More European Nations Are Barring the Door to Migrants

Anthony Faiola, Washington Post, January 22, 2016

The back door to Europe may be closing.

{snip} While the onset of winter has slowed the tide of newcomers, more than 2,000 a day are still arriving.

Yet, from the Greek-Macedonian border to Austria and Germany and upward to Denmark and Sweden, a domino effect is taking shape as nations in Europe suddenly move to keep more migrants out. It happens as Europe’s plan to manage a humanitarian crisis remains in disarray, and a surge of new migrants is expected as soon as March.

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{snip} Alarmed by the vast numbers, Sweden and Denmark imposed fresh controls this month on what were once open borders. In an effort to reduce the number of arriving migrants, Sweden–the nation that last year received more asylum seekers per capita than any other in Europe–is barring entry to travelers entering without proper documents.

On Tuesday, Macedonia–the key entry point for migrants leaving Greece and traveling to the rest of the European Union–shut down its southern border. That move came after a decision in November to grant transit only to Syrians, Afghans and Iraqis. Macedonia briefly reopened its border Thursday, but limited passage to a few hundred nationals from those war-torn nations who pledged to seek asylum only in Austria or Germany.

The border was quickly closed again, however, amid fears that Macedonia might soon begin allowing only families and women to pass. Mersiha Smailovikj, spokeswoman for the pro-refugee group Legis, based in Skopje, said Macedonian authorities told her organization on Thursday that “single men” would not be allowed in–a policy she said would force thousands of male asylum seekers to hire smugglers or would leave them stranded in Greece.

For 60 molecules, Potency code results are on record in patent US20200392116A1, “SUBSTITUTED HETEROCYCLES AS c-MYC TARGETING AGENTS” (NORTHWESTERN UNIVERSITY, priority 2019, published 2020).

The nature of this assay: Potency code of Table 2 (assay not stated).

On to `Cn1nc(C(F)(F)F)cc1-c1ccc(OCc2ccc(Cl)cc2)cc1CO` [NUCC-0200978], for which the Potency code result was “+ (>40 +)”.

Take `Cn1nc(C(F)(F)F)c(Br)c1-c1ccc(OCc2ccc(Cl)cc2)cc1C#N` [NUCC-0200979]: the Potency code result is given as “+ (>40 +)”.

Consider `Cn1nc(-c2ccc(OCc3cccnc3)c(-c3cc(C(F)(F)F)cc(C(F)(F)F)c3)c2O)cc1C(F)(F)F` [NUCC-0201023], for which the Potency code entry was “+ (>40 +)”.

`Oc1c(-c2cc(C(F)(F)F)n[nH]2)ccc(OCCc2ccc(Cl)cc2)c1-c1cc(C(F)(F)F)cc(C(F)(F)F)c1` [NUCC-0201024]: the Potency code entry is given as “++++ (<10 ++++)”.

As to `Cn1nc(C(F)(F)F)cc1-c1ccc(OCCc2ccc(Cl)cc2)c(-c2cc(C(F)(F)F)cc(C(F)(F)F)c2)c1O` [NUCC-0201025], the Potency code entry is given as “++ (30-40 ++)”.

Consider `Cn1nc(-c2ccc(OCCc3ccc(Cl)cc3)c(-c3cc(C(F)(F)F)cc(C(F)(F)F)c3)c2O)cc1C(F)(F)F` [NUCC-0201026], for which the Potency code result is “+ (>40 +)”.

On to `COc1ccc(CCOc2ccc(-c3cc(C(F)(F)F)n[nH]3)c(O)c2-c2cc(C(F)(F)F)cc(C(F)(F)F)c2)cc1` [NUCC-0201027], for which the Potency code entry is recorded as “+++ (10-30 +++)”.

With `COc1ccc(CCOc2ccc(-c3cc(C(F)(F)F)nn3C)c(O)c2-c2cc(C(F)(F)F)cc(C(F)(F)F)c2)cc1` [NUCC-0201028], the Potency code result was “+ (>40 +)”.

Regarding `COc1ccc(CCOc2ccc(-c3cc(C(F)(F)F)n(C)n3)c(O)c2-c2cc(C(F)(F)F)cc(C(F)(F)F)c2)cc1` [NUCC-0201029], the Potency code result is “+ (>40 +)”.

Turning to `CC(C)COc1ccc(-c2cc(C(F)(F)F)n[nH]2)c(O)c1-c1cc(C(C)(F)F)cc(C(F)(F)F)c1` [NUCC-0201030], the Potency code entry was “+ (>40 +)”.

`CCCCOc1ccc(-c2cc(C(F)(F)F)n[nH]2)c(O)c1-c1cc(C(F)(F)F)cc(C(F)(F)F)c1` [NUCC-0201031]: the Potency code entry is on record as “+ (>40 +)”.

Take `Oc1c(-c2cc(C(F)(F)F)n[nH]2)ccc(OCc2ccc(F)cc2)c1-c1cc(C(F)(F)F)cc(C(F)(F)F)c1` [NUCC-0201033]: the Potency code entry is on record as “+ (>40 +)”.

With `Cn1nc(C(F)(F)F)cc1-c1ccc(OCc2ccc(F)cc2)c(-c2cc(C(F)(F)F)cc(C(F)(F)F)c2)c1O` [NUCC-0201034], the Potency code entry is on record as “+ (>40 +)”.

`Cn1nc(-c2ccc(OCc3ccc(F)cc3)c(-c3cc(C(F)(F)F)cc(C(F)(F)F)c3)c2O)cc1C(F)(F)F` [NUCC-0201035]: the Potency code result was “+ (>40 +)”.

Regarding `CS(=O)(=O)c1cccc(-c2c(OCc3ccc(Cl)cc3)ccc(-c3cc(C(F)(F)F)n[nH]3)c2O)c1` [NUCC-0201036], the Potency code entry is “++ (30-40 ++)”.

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Stricter guidelines have also been instituted in Germany–the nation whose open-door policy made it by far the single largest destination for migrants last year. German authorities are still letting in thousands of migrants each week. But they have begun blocking “a number in the low three figures” each day. They are refusing entry, for instance, to anyone who wants to claim asylum in European countries further north, or who admit to fleeing their homelands for economic reasons.

At the same time, Chancellor Angela Merkel, the architect of Germany’s open-door policy, is under increasing pressure to do an about-face. On Tuesday, 44 lawmakers from her center-right coalition demanded she take further steps to curb new entries. {snip}

“One country after the other is turning away from the open border policy,” said Stephan Mayer, a national lawmaker from the Christian Social Union, Merkel’s coalition partner. “Germany also needs to change directions as quickly as possible when it comes to its refugee policy.”

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Neighboring Austria, meanwhile, is in the midst of an even tougher crackdown. Starting Friday, Vienna says it will block any and all migrants who are not seeking to make immediate asylum claims in Austria or Germany.

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This week, Austria is set to complete a 2.3-mile fence at a key migrant entry point on its border with Slovenia. Austrian officials on Wednesday also announced new caps on asylum seekers, but portrayed them more as “guidelines” than firm figures.

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